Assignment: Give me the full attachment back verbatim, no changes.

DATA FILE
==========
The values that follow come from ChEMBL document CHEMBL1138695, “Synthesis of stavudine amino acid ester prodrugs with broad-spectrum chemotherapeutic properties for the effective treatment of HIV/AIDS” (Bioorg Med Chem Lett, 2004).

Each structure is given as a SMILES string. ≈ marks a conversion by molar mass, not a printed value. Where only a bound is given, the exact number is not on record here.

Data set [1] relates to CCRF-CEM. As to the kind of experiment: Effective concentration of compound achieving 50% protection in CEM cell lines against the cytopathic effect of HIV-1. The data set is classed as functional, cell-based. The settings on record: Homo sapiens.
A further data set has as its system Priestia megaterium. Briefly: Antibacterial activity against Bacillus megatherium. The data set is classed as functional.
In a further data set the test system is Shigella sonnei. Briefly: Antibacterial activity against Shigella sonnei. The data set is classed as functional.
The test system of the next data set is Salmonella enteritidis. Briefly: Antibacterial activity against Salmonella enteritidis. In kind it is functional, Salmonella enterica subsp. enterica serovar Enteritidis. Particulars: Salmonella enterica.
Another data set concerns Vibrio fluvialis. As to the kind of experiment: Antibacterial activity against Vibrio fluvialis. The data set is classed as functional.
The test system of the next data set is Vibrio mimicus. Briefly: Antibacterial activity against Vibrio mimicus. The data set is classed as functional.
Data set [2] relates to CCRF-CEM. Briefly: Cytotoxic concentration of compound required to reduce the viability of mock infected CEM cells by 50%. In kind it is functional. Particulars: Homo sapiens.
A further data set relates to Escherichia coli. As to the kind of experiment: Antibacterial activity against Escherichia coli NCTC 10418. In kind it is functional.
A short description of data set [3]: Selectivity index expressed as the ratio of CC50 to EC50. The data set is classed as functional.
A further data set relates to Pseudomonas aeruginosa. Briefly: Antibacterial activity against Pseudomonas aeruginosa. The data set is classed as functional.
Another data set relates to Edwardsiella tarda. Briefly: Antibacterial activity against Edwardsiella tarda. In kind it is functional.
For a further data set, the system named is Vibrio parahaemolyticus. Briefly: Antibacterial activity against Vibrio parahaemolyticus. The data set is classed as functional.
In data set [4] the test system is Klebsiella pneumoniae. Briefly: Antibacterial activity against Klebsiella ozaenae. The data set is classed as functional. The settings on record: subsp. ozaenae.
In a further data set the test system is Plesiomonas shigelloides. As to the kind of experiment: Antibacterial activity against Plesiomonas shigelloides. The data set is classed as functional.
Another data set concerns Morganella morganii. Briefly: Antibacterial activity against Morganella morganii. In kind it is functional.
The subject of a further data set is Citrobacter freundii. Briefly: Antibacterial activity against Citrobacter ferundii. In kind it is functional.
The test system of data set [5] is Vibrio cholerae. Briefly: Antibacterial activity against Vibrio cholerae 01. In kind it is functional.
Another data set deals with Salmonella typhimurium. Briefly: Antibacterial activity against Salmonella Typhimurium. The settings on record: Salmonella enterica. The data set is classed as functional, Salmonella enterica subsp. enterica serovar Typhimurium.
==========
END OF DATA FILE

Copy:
The values that follow come from ChEMBL document CHEMBL1138695, “Synthesis of stavudine amino acid ester prodrugs with broad-spectrum chemotherapeutic properties for the effective treatment of HIV/AIDS” (Bioorg Med Chem Lett, 2004).

Each structure is given as a SMILES string. ≈ marks a conversion by molar mass, not a printed value. Where only a bound is given, the exact number is not on record here.

Data set [1] relates to CCRF-CEM. As to the kind of experiment: Effective concentration of compound achieving 50% protection in CEM cell lines against the cytopathic effect of HIV-1. The data set is classed as functional, cell-based. The settings on record: Homo sapiens.
A further data set has as its system Priestia megaterium. Briefly: Antibacterial activity against Bacillus megatherium. The data set is classed as functional.
In a further data set the test system is Shigella sonnei. Briefly: Antibacterial activity against Shigella sonnei. The data set is classed as functional.
The test system of the next data set is Salmonella enteritidis. Briefly: Antibacterial activity against Salmonella enteritidis. In kind it is functional, Salmonella enterica subsp. enterica serovar Enteritidis. Particulars: Salmonella enterica.
Another data set concerns Vibrio fluvialis. As to the kind of experiment: Antibacterial activity against Vibrio fluvialis. The data set is classed as functional.
The test system of the next data set is Vibrio mimicus. Briefly: Antibacterial activity against Vibrio mimicus. The data set is classed as functional.
Data set [2] relates to CCRF-CEM. Briefly: Cytotoxic concentration of compound required to reduce the viability of mock infected CEM cells by 50%. In kind it is functional. Particulars: Homo sapiens.
A further data set relates to Escherichia coli. As to the kind of experiment: Antibacterial activity against Escherichia coli NCTC 10418. In kind it is functional.
A short description of data set [3]: Selectivity index expressed as the ratio of CC50 to EC50. The data set is classed as functional.
A further data set relates to Pseudomonas aeruginosa. Briefly: Antibacterial activity against Pseudomonas aeruginosa. The data set is classed as functional.
Another data set relates to Edwardsiella tarda. Briefly: Antibacterial activity against Edwardsiella tarda. In kind it is functional.
For a further data set, the system named is Vibrio parahaemolyticus. Briefly: Antibacterial activity against Vibrio parahaemolyticus. The data set is classed as functional.
In data set [4] the test system is Klebsiella pneumoniae. Briefly: Antibacterial activity against Klebsiella ozaenae. The data set is classed as functional. The settings on record: subsp. ozaenae.
In a further data set the test system is Plesiomonas shigelloides. As to the kind of experiment: Antibacterial activity against Plesiomonas shigelloides. The data set is classed as functional.
Another data set concerns Morganella morganii. Briefly: Antibacterial activity against Morganella morganii. In kind it is functional.
The subject of a further data set is Citrobacter freundii. Briefly: Antibacterial activity against Citrobacter ferundii. In kind it is functional.
The test system of data set [5] is Vibrio cholerae. Briefly: Antibacterial activity against Vibrio cholerae 01. In kind it is functional.
Another data set deals with Salmonella typhimurium. Briefly: Antibacterial activity against Salmonella Typhimurium. The settings on record: Salmonella enterica. The data set is classed as functional, Salmonella enterica subsp. enterica serovar Typhimurium.